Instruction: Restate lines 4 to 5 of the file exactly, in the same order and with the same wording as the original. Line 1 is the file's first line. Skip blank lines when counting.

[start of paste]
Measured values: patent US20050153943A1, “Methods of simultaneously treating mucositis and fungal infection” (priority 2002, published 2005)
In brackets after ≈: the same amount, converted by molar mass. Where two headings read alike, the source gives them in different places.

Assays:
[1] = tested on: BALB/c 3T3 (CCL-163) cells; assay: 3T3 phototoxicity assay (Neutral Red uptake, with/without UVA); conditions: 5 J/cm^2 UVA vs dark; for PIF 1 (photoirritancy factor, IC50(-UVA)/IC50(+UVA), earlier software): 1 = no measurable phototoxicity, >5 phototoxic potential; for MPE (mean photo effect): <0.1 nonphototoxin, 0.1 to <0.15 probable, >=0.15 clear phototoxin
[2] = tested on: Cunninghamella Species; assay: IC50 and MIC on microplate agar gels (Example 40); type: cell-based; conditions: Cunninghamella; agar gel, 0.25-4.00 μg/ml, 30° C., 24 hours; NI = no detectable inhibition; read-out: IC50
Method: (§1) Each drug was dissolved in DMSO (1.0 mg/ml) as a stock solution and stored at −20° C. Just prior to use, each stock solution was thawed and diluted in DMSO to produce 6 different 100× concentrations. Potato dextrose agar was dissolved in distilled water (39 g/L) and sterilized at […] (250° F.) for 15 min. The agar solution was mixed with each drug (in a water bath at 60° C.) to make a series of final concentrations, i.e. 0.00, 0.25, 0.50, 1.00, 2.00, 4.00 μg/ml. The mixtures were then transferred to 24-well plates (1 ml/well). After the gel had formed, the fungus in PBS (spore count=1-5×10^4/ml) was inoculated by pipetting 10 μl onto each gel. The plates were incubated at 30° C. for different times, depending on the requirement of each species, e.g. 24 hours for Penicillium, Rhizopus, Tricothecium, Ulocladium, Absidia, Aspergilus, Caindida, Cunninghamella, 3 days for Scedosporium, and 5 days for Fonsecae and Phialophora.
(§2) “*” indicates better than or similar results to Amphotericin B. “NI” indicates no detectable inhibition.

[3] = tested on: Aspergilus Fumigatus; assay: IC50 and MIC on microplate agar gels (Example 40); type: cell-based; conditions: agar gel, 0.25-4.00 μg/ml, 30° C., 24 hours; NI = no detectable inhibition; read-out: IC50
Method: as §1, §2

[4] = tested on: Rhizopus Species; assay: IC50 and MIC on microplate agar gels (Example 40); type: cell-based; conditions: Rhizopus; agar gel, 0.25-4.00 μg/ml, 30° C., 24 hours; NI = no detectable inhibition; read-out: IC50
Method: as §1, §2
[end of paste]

[1] = tested on: BALB/c 3T3 (CCL-163) cells; assay: 3T3 phototoxicity assay (Neutral Red uptake, with/without UVA); conditions: 5 J/cm^2 UVA vs dark; for PIF 1 (photoirritancy factor, IC50(-UVA)/IC50(+UVA), earlier software): 1 = no measurable phototoxicity, >5 phototoxic potential; for MPE (mean photo effect): <0.1 nonphototoxin, 0.1 to <0.15 probable, >=0.15 clear phototoxin
[2] = tested on: Cunninghamella Species; assay: IC50 and MIC on microplate agar gels (Example 40); type: cell-based; conditions: Cunninghamella; agar gel, 0.25-4.00 μg/ml, 30° C., 24 hours; NI = no detectable inhibition; read-out: IC50